“Do you feel like switching today?” she asks me.
“No Duhhhhh. I always feel like switching, Silly.”
Together we reach our hands over each other’s heads and pull off the imaginary helmets of hair, like oxygen-starved astronauts devouring air for the first time. She gets my red curly locks and I get her blonde braids for 60 glorious minutes.
That One Luscious Hour, after math problems but before lunchtime, was an epic chance to let down my two, imaginary Barbie blonde braids and swing them round and round, living out my 1/64th Native American heritage on the school blacktop.
That’s how she and I became best friends; the closest thing to sisters without the blood or cousins. Eighteen years of friendship woven since that very first hair swap. Since
we both first realized we could escape the world and what it was and the way it worked through one another.
The memory does a nostalgic little rain dance in my head as we sit across from one another. Newly 23, beautiful and no longer swapping hair styles during the coveted hour we’ve managed to uncover within a tangle of fulltime jobs and final exams; some would say we’ve moved onto more grown up trades: stories, jokes, qualms, and advice. All still just as knotted as my hair back in those days. Still just as silky and gold as her fine, fine braids.
Friendship. I can tell you that the definition sits on my kitchen wall, cropped and comfortable within the confines of a 4×6 frame. The black and white photo is a picture of my mother’s Aunt Kathleen and my own grandmother, Dee. The two of them were best friends. Inseparable. Passing away within one year of each other.
And while I assumed they were tied together so fiercely by their Irish roots, Dee always being the one to don a sequined green beret and fill her lungs with Irish proverbs, it turns out my Grandma was not a stitch of Irish. For that reason alone, the other girls shunned her. A Bright-Eyed German Girl with no friends just because of her nationality, growing up in a Big City that would one day mature into a Brewing Pot for the Irish, German, Mexicans, English, Vietnamese & Dominican population. Spades, Aces, Clubs & Hearts all leaning against one another in a House of Cards.
But Kathleen swooped in and swept Irish from the requirements of her friendship with Dee to create a bond between the two of them that lasted all their lives. And they were lucky girls, lucky to have one another in a life made for singing about bicycles built for two.
Sadly, I don’t know much about Kathleen. I don’t know whether she stood her ground and told those mean girls off, or whether she silently linked her arm within my grandmother’s and showed her first how to walk in the other direction. Regardless, I still believe she might’ve been a lot like my best friend, teaching me to stand up for myself without ever being a stitch of sorry for taking up space in this world.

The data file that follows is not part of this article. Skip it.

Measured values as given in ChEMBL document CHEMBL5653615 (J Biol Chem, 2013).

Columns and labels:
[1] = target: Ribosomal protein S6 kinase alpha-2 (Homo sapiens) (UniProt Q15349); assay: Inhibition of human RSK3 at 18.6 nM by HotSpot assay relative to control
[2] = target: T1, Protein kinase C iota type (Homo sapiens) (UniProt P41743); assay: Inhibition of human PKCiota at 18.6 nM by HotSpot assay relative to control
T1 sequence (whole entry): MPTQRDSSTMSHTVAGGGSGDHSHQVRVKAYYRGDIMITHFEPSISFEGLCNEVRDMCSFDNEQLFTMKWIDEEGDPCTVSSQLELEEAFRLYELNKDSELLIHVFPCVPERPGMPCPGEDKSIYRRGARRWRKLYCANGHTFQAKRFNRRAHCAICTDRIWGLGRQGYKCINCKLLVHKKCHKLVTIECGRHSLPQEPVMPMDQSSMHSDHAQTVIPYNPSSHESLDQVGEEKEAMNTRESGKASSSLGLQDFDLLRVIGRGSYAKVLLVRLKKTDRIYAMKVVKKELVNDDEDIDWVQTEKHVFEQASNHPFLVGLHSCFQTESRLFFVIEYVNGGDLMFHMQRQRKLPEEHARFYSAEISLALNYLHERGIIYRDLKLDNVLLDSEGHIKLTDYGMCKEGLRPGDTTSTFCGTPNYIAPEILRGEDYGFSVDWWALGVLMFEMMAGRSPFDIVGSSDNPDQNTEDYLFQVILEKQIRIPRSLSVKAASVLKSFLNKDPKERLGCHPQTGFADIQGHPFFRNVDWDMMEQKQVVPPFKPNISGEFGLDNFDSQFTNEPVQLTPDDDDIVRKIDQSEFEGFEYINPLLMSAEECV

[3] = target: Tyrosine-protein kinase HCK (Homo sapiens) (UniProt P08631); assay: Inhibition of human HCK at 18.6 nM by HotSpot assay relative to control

She’s my Yellow, I would tell anyone about my best friend. She is absolutely my Yellow in the way that Kathleen was Dee’s Blue. The world would spin just fine without Yellow or Blue but it is so much brighter with those hues added in. Yellow in laughter. In Jokes. In talking as the sun goes down. In still talking when it rises up again. In the way a best friend knows your heart is breaking before you even hear the first crack. In the way she is a fellow artist, painting the mural of “Growing Up” alongside you, a mess of Gold and Silver Paint that crawls the walls of buildings you’ve both known since childhood.
In the way you sometimes part but manage to keep folding paper cranes out of the rich papers of Missing You and Needing You and Praying for You. Every Night. No matter the multitude of prayers spilling over into the lap. Your name. Always there. Without Doubt. An asterisk beside it.
The questions of a 20-something—Why am I here? And what do I do next? And was this the right move?—sit silent for the sacred hour that finds she and I in the same place. Sits Silent in the Name of Friendship. Suddenly there are no worries. No need to tap it out to the galaxy: LOL. Because we’re really sitting right there, kicking our sandals up and Laughing Out Loud over the way things used to be when we were chronic Curly Lock Swappers. No other places to be. No need to look down at our feet to make sure they are still planted into the ground. There’s just my best friend; the keeper of my stories and the secrets that left us linking pinkies. Promising never to tell.